2Pac
Hip-Hop News: 10th Anniversary of Hip Hop Legend Tupac (2Pac) Shakur's Birth
Read this interview about the history of the Shakur involvement with the Revolutionary Community to celebrate the birth of one of hip hop's most prolific.
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By Kalonji Jama Changa
6/16/2006 11:05:13 AM

Tags and topics realted to this article include 2Pac. Hip Hop, Rap, Interviews and Anniversary.

What follows is an interview that took place at the office of the International Committee to Support Imam Jamil Abdullah Al-Amin (formerly H.Rap Brown). Bilal lays it down about Tupac and how the Shakur Family came about.

When some people hear the name Bilal Sunni-Ali, they think of the world renown musician from the Legendary Gil Scot-Heron's Band. The Group that brought us the Liberation Classic, "The Revolution Will Not Be Televised" and appeared on stages and screens around the globe, including a Saturday Night Live Special with the Late Comedy King, Richard Pryor. When others hear the name Bilal Sunni-Ali, they think of the Black Panther from New York who was a co-defendant in the United States vs. Dr. Mutulu Shakur case. The case that was known in the Revolutionary Community as, "The Republic of New Afrika vs the United States". In this case, the state was claiming that a "Criminal Enterprise" existed and that they were a part of it. They claim the "Criminal Enterprise" was responsible for what they called bank robberies, armored truck robberies, murder of policemen, wounding policemen, kidnapping policemen, kidnapping prison guards, etc. The defendants were charged with 31 different counts. Some of the charges were in conjunction with the liberation of Assata Shakur.

Kalonji: What is the Origin of the Shakur Family which Tupac was born into?

Bilal: The Shakur Family is a family from the East Coast, the head of the Family was El Hajj Sallahudin Shakur. We affectionately called him Abba, which means Father. He was physically the father of two of the Panther leaders on the East Coast, Zayd Malik Shakur and Lumumba Abdul Shakur. There were very few of us in the Movement that had fathers in the Movement. El Hajj Sallahudin Shakur was an associate of El Hajj Malik Shabazz (Malcolm X), he was a member of the Muslim Mosque Incorporated and also a member of the Organization of Afro-American Unity. He made Hajj one year after Malcolm. As we were coming up Abba was at the top. We aspired to be like him. I became closely associated with Lumumba Abdul Shakur and I began to refer to El Hajj Sallahudin Shakur as Abba, too. As if he was my father and Abba accepted that. He accepted all of us who related to him, as his children and he was a father to us as much as he could be. He gave guidance, he gave us an understanding because he was a Muslim, he gave us an understanding of what it meant to be Muslim, as far as standing up for justice. For advocating justice and for fighting for what was right for our people. He had an understanding that anyone who is oppressed like this regardless of who it is, Muslims need to fight for them and since it is us ourselves, then for sure we need to be involved in as much struggle for our liberation and organizing as possible. A lot of people just saw religion as a way, not to be in the struggle . He gave us the understanding that to be in Islam, was the way to be in the struggle. He was also a Pan-Africanist, he worked, had property and lived part of the time in Africa. The family had property and business in Ghana and he was a business man. He taught us all to be self-sufficient. He had money, he showed us you could hustle, make money legally, and still he didn't have to let the United States Government know what his personal business was. That was a very important lesson we learned from El Hajj Sallahudin Shakur.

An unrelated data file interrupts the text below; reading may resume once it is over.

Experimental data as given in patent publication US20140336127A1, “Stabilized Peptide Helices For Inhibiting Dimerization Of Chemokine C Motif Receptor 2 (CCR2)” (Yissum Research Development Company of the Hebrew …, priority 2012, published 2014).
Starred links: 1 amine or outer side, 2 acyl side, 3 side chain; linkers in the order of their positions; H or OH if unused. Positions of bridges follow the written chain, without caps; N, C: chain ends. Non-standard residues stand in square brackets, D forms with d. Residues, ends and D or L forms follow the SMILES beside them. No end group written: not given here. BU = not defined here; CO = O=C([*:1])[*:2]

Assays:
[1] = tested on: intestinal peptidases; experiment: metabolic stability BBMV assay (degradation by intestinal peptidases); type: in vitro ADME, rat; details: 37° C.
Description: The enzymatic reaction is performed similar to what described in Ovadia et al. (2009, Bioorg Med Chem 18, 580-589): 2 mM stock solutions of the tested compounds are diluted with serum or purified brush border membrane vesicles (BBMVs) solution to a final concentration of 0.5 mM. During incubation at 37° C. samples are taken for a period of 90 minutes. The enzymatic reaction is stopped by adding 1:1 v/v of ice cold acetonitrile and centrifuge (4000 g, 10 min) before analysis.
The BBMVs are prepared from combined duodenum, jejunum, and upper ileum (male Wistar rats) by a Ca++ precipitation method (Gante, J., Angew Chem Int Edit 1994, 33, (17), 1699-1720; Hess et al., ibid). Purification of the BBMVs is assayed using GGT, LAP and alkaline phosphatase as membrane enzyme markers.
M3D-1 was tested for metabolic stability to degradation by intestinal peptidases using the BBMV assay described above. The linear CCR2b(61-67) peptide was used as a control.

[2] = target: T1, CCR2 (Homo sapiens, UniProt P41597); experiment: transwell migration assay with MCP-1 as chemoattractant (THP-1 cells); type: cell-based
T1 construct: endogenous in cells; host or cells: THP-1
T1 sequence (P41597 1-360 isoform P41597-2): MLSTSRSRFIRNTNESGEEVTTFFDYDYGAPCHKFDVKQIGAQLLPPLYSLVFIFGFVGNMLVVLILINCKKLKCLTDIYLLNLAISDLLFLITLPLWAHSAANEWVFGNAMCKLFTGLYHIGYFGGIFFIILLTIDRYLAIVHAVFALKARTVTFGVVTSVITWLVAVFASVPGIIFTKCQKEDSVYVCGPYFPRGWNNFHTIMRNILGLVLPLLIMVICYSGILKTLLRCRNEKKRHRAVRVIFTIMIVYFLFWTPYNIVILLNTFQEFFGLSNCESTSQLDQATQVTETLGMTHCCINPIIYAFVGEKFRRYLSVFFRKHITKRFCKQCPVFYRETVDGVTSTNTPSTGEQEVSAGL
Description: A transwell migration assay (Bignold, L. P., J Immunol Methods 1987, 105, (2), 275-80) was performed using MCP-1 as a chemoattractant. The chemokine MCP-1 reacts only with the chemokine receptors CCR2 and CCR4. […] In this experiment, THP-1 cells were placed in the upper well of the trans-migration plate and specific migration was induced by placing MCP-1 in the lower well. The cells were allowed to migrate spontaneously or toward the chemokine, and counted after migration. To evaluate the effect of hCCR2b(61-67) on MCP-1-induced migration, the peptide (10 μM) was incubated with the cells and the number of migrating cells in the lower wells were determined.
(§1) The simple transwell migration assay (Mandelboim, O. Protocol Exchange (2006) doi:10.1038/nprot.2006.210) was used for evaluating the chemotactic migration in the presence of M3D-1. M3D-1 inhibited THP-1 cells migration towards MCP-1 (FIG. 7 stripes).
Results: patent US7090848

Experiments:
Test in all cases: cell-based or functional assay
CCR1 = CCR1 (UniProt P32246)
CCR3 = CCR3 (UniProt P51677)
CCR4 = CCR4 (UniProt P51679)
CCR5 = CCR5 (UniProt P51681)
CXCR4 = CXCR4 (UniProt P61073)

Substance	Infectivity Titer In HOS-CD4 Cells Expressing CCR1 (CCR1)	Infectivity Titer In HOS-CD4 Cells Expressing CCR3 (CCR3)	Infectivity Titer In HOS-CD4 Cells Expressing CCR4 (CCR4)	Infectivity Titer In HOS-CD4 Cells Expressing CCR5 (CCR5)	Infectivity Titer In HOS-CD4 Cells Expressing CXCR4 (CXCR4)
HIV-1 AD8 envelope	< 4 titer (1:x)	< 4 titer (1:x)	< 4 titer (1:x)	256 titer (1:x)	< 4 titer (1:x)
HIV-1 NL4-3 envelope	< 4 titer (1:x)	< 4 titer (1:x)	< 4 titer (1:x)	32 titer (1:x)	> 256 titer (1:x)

Kalonji: How did the Shakur Family spread?

Bilal: Abba was our father. There were many people on the east coast who were involved in not only the Black Panther Party, but other organizations around at that time that gravitated towards El Hajj Sallahudin Shakur. The Shakur family is all of those young brothers and sisters who were involved in struggle, not all were Muslim, but the majority were Muslim. It may have been at one time maybe 50 of us. A lot of people who weren't part of the Shakur family, the police would refer to them as Shakur anyway,

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